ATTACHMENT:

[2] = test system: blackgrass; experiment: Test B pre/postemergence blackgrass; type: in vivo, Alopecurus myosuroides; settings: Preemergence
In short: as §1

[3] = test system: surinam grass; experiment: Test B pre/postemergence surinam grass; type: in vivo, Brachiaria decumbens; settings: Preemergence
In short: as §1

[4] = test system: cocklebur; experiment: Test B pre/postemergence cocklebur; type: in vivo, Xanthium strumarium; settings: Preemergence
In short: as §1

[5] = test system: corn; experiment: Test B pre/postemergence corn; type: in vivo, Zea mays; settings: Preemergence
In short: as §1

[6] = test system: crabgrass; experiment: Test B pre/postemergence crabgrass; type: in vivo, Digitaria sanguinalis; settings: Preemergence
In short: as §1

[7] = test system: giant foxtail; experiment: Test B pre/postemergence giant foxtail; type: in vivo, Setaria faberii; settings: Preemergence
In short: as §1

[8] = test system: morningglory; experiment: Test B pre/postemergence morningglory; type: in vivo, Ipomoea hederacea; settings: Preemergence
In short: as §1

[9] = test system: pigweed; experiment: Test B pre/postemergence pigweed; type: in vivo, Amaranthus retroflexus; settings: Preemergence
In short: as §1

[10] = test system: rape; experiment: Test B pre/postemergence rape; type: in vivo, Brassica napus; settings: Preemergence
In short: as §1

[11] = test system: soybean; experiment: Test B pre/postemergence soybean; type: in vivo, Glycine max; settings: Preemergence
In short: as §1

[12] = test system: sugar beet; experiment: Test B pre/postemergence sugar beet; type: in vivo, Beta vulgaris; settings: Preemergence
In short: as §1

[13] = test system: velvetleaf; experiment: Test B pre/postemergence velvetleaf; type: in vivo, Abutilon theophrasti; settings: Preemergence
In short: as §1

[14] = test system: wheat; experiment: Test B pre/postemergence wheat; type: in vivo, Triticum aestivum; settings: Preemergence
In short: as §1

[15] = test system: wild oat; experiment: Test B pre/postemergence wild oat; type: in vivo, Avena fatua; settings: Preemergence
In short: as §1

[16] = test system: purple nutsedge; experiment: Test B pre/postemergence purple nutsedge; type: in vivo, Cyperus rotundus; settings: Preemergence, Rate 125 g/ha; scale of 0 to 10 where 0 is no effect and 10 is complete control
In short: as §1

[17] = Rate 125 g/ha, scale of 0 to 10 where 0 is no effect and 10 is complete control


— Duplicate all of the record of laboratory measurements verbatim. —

[2] = test system: blackgrass; experiment: Test B pre/postemergence blackgrass; type: in vivo, Alopecurus myosuroides; settings: Preemergence
In short: as §1

[3] = test system: surinam grass; experiment: Test B pre/postemergence surinam grass; type: in vivo, Brachiaria decumbens; settings: Preemergence
In short: as §1

[4] = test system: cocklebur; experiment: Test B pre/postemergence cocklebur; type: in vivo, Xanthium strumarium; settings: Preemergence
In short: as §1

[5] = test system: corn; experiment: Test B pre/postemergence corn; type: in vivo, Zea mays; settings: Preemergence
In short: as §1

[6] = test system: crabgrass; experiment: Test B pre/postemergence crabgrass; type: in vivo, Digitaria sanguinalis; settings: Preemergence
In short: as §1

[7] = test system: giant foxtail; experiment: Test B pre/postemergence giant foxtail; type: in vivo, Setaria faberii; settings: Preemergence
In short: as §1

[8] = test system: morningglory; experiment: Test B pre/postemergence morningglory; type: in vivo, Ipomoea hederacea; settings: Preemergence
In short: as §1

[9] = test system: pigweed; experiment: Test B pre/postemergence pigweed; type: in vivo, Amaranthus retroflexus; settings: Preemergence
In short: as §1

[10] = test system: rape; experiment: Test B pre/postemergence rape; type: in vivo, Brassica napus; settings: Preemergence
In short: as §1

[11] = test system: soybean; experiment: Test B pre/postemergence soybean; type: in vivo, Glycine max; settings: Preemergence
In short: as §1

[12] = test system: sugar beet; experiment: Test B pre/postemergence sugar beet; type: in vivo, Beta vulgaris; settings: Preemergence
In short: as §1

[13] = test system: velvetleaf; experiment: Test B pre/postemergence velvetleaf; type: in vivo, Abutilon theophrasti; settings: Preemergence
In short: as §1

[14] = test system: wheat; experiment: Test B pre/postemergence wheat; type: in vivo, Triticum aestivum; settings: Preemergence
In short: as §1

[15] = test system: wild oat; experiment: Test B pre/postemergence wild oat; type: in vivo, Avena fatua; settings: Preemergence
In short: as §1

[16] = test system: purple nutsedge; experiment: Test B pre/postemergence purple nutsedge; type: in vivo, Cyperus rotundus; settings: Preemergence, Rate 125 g/ha; scale of 0 to 10 where 0 is no effect and 10 is complete control
In short: as §1

[17] = Rate 125 g/ha, scale of 0 to 10 where 0 is no effect and 10 is complete control